So, you'll need 2 1/2 meters (2,735 yards) of fabric 120 cm (48") wide. The article says that the original dress in the TV-show was made from silk lining fabric. As far as I know, this probably wasn't actually silk, but some other fabric (of man-made fibres). I'd say that light weight fabrics (with good draping properties) work better than heavier ones for a dress like this (like that sheer cotton versus thicker linen that I've used for this dress so far).
One word of warning… The end result will be much nicer if you take the time and preshrink your fabric before cutting. Warp and weft tend to shrink in different ways due to the tension differences in fabrication process. If the fabric is not prepared the hem will most likely turn uneven in the first wash, which is very usual problem with circle skirts and like.
Part 1: Cutting
Then fold the fabric crosswise bringing the corner CD to E (Picture 2). After this you should have the triangular shape seen in Picture 3 and four layers of fabric.
Measure 20 cm (8”) from the corner AB along both sides of the triangle (AB-ECD and AB-F), marking X and Y. Cut away the corner along the curved line (I recommend pinning the fabric layers together before cutting) drawn between these two points (X, Y). This curved line will be the neckline of the dress (Picture 3).
Measure the added length from the point X to point P (and mark the point) and then from Y to Q. Carefully draw the hemline measuring from the curved line X-Y so that every point on hemline has an equal distance to the neckline. Now cut along the line (once again pinning the layers together might be a good choice) from P to Q.
Now open the last fold leaving the fabric only twofold. Voila! You’ve got your two dress pieces (front and back) now (Picture 4).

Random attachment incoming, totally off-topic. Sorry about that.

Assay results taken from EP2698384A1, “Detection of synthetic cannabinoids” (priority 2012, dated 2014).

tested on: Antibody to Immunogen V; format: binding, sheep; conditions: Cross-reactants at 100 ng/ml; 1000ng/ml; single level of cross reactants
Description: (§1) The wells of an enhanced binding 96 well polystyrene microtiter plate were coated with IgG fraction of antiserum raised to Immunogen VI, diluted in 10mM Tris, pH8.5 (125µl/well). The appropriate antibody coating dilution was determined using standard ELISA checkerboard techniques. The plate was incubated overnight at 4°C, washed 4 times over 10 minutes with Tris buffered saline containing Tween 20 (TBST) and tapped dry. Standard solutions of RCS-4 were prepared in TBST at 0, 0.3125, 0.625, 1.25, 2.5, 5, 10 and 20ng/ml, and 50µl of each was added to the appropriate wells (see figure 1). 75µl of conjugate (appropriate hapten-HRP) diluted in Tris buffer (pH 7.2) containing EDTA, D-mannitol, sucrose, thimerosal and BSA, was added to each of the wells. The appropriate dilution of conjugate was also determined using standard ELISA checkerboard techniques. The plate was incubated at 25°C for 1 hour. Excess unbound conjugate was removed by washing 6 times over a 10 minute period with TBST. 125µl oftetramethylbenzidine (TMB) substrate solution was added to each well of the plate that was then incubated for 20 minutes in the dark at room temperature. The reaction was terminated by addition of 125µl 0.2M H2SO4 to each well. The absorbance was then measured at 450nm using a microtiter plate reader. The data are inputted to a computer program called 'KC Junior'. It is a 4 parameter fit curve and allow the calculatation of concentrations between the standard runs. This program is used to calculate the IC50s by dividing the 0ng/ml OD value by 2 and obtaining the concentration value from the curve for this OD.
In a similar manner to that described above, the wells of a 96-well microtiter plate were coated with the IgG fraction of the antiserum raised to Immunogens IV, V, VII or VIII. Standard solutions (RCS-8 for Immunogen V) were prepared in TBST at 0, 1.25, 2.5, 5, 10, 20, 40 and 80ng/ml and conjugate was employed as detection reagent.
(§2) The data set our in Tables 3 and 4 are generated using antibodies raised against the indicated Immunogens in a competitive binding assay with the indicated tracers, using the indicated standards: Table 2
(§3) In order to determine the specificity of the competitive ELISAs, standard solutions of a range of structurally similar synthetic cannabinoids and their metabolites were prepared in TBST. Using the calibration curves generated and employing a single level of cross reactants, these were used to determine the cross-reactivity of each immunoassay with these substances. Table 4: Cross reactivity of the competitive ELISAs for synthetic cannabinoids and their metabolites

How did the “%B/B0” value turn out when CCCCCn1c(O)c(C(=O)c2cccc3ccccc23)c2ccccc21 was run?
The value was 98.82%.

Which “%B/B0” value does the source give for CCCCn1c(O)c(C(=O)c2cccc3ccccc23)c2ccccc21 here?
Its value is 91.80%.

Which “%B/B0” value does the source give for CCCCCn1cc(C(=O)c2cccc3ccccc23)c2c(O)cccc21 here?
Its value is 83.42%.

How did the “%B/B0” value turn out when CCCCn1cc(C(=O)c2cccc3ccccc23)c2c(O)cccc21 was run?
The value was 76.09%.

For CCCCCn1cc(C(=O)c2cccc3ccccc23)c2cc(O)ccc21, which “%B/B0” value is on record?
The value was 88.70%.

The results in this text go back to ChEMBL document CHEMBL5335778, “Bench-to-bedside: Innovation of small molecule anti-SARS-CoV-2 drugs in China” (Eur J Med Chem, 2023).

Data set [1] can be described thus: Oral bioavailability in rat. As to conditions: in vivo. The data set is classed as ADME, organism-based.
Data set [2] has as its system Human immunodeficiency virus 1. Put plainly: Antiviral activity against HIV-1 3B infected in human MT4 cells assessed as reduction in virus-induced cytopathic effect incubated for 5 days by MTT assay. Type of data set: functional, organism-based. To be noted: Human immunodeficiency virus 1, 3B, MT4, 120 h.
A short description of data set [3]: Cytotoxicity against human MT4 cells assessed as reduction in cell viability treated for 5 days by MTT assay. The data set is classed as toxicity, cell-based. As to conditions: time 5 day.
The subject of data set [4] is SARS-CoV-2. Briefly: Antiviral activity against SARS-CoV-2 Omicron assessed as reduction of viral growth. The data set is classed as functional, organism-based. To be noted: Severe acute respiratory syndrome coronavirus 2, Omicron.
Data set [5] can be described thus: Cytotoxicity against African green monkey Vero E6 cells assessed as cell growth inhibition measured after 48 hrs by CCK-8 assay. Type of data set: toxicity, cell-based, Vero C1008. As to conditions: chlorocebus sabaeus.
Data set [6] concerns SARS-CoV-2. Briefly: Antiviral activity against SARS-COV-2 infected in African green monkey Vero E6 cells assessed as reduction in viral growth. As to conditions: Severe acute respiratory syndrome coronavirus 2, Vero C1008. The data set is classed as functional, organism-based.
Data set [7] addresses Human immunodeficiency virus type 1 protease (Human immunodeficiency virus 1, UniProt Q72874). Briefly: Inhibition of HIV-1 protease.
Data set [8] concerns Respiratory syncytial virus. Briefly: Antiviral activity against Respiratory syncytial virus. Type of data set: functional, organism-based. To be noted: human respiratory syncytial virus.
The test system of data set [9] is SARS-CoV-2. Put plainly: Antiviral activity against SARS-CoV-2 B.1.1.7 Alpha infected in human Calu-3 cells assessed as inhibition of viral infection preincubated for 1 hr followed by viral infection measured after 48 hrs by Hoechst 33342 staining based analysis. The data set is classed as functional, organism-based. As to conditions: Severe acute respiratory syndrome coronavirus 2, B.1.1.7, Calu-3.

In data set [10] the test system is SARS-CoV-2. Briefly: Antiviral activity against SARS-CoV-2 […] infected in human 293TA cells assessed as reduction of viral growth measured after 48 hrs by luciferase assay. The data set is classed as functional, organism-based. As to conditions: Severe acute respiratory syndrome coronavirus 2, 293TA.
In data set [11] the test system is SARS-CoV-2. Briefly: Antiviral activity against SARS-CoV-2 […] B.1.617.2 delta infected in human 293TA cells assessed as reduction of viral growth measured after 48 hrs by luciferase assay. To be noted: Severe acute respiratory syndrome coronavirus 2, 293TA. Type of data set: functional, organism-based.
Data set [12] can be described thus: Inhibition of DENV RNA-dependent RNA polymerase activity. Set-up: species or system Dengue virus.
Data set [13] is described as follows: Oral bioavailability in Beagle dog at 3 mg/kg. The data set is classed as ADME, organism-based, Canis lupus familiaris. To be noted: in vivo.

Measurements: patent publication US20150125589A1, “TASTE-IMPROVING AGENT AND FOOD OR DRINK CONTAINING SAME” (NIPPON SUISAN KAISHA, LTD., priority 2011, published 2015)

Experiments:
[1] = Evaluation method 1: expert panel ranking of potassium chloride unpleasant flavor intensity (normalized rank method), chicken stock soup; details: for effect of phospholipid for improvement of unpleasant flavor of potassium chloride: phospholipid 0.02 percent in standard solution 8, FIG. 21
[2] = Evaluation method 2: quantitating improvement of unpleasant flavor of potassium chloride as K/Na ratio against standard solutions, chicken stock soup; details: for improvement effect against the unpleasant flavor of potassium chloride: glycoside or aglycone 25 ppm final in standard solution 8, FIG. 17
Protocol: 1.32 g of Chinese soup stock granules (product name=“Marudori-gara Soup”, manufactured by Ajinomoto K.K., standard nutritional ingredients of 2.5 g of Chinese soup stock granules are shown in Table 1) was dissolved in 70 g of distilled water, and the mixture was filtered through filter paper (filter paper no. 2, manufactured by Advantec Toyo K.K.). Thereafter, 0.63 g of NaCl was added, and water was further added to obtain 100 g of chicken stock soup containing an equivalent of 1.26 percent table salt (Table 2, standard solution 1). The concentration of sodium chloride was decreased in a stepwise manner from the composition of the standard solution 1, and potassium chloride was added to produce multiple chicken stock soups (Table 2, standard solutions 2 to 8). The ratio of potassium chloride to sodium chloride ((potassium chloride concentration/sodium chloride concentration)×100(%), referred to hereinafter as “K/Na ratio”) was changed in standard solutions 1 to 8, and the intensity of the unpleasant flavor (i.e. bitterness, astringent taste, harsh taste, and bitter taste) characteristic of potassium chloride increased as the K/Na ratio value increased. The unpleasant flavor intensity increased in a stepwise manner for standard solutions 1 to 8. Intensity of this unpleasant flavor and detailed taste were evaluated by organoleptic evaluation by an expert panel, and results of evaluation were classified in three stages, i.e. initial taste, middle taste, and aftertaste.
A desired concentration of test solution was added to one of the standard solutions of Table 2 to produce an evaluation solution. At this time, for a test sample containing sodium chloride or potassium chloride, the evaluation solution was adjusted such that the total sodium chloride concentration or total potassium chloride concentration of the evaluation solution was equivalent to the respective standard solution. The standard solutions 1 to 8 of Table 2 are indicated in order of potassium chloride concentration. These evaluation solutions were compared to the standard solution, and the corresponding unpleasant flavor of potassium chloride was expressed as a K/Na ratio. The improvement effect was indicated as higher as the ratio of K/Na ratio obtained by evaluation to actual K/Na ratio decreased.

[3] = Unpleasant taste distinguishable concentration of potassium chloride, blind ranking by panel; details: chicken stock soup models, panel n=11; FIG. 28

Baste the sides together starting from the hem. On both sides of the bodice leave c. 37 cm (c. 15”) open until you’ve tried to fit the garment to see how much room is needed for arm holes. Then baste the rest as needed to fit your own measurements.
From the leftover fabric cut two strips for shoulder straps. The width is optional, cut as wide or narrow as you like, but remember to leave some extra fabric so you can finish the edges... and cut the strips long enough, you can trim the excess lenght later.
The dress in the picture has a soft gathered sash cut on the bias. The width is 25 cm (10”) and it closes on the back side with hook and eye closure. The instructions suggest that self fabric belt is another possibility. (Purchased belt works just as fine...)
Part 2: Fitting
When fitting the dress you’ll need another person to help you (the shoulder straps haven’t bee attached to the dress yet). Turn the dress right side out and try it on. Attach the dress to the straps of your petticoat (!) using pins. See how far the side seams should go and baste them a bit further up if necessary.
The shoulder straps are first pinned to front of the dress. If the straps are wide, you can gather them a bit before attaching them to the bodice (see picture 5). Shorten the straps as needed and pin them to the back part too.
If you are making the wide gathered sash, try it on also now. Pull it tight to the back and pin it together in the middle of the back. Cut excess fabric away leaving enough to turn the raw edges in. If you are using self-fabric or purchased belt, the instructions suggest trying also these on at this point.
Take the dress off and remove the straps.
Part 3: Sewing
You’ll need a facing for the neckline… This can be either the same fabric or some other, whatever you decide. First, spread the top on a piece of paper (see picture 6) and draw the outline of the neckline and armholes on the paper (it needs to continue 2,5 cm or 1”, past the ending point of the future side seam). Remove the dress and draw the facing about 5cm (2”) wide (picture 7). Using this paper pattern cut two facings (front and back) on the bias (picture 8).
Machine stitch the side seams (picture 9), iron them open and finish the raw edges.
Turn in the raw edges of the shoulder straps and stitch (picture 10), you can also line them if you want.
Finish the bottom edge of the facing as needed. Put the facing on top of the bodice front and the shoulder straps right sides together with the dress (picture 12). Baste and then machine stitch. Turn the right side out and iron.